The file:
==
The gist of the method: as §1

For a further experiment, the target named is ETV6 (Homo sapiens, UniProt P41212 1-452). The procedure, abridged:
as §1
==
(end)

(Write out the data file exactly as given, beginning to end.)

The gist of the method: as §1

For a further experiment, the target named is ETV6 (Homo sapiens, UniProt P41212 1-452). The procedure, abridged:
as §1